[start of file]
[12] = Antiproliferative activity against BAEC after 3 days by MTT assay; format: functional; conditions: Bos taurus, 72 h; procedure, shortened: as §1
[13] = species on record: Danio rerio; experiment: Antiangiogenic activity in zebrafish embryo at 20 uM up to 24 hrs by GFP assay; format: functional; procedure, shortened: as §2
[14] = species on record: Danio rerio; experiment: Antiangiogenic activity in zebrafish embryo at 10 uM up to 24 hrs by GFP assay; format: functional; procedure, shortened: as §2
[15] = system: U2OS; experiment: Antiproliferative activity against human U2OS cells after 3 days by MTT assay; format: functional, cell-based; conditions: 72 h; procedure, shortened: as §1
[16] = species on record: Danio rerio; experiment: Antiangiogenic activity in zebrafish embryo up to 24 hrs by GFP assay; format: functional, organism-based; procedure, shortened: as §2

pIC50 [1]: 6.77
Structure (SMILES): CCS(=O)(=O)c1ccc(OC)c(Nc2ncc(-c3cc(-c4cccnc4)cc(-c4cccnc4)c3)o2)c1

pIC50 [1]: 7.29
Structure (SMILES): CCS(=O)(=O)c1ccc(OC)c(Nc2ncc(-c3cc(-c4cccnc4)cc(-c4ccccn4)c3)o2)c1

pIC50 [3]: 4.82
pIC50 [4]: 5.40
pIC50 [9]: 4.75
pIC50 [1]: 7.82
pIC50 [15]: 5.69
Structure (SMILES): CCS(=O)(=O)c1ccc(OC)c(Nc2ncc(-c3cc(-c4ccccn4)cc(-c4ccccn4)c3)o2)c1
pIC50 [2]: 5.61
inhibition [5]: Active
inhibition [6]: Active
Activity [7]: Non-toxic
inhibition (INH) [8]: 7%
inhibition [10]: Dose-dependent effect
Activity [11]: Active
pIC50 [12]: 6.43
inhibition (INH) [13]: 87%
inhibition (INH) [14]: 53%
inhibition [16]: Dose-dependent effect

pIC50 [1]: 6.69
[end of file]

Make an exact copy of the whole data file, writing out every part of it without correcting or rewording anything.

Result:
[12] = Antiproliferative activity against BAEC after 3 days by MTT assay; format: functional; conditions: Bos taurus, 72 h; procedure, shortened: as §1
[13] = species on record: Danio rerio; experiment: Antiangiogenic activity in zebrafish embryo at 20 uM up to 24 hrs by GFP assay; format: functional; procedure, shortened: as §2
[14] = species on record: Danio rerio; experiment: Antiangiogenic activity in zebrafish embryo at 10 uM up to 24 hrs by GFP assay; format: functional; procedure, shortened: as §2
[15] = system: U2OS; experiment: Antiproliferative activity against human U2OS cells after 3 days by MTT assay; format: functional, cell-based; conditions: 72 h; procedure, shortened: as §1
[16] = species on record: Danio rerio; experiment: Antiangiogenic activity in zebrafish embryo up to 24 hrs by GFP assay; format: functional, organism-based; procedure, shortened: as §2

pIC50 [1]: 6.77
Structure (SMILES): CCS(=O)(=O)c1ccc(OC)c(Nc2ncc(-c3cc(-c4cccnc4)cc(-c4cccnc4)c3)o2)c1

pIC50 [1]: 7.29
Structure (SMILES): CCS(=O)(=O)c1ccc(OC)c(Nc2ncc(-c3cc(-c4cccnc4)cc(-c4ccccn4)c3)o2)c1

pIC50 [3]: 4.82
pIC50 [4]: 5.40
pIC50 [9]: 4.75
pIC50 [1]: 7.82
pIC50 [15]: 5.69
Structure (SMILES): CCS(=O)(=O)c1ccc(OC)c(Nc2ncc(-c3cc(-c4ccccn4)cc(-c4ccccn4)c3)o2)c1
pIC50 [2]: 5.61
inhibition [5]: Active
inhibition [6]: Active
Activity [7]: Non-toxic
inhibition (INH) [8]: 7%
inhibition [10]: Dose-dependent effect
Activity [11]: Active
pIC50 [12]: 6.43
inhibition (INH) [13]: 87%
inhibition (INH) [14]: 53%
inhibition [16]: Dose-dependent effect

pIC50 [1]: 6.69